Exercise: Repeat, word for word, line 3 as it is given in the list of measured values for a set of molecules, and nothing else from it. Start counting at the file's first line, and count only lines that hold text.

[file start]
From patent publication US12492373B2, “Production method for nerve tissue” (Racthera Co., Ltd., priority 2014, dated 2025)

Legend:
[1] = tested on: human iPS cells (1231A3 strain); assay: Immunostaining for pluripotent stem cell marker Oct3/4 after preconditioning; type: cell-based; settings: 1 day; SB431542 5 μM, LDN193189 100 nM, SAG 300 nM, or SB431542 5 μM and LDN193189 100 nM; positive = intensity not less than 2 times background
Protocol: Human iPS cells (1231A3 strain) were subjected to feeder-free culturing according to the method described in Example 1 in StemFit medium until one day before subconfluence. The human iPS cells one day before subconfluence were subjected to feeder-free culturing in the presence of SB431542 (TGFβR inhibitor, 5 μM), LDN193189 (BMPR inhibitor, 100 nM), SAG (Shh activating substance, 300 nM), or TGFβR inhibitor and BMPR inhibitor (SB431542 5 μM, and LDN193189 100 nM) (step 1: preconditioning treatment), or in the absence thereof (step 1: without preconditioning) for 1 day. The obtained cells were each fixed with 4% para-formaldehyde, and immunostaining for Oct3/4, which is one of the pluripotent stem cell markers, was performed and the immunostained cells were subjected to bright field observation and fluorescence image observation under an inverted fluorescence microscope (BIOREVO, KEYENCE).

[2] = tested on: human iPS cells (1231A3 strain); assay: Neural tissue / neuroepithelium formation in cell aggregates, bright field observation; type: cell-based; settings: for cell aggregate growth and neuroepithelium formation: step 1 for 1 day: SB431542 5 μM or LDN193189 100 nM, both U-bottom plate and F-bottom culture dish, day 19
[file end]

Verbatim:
[1] = tested on: human iPS cells (1231A3 strain); assay: Immunostaining for pluripotent stem cell marker Oct3/4 after preconditioning; type: cell-based; settings: 1 day; SB431542 5 μM, LDN193189 100 nM, SAG 300 nM, or SB431542 5 μM and LDN193189 100 nM; positive = intensity not less than 2 times background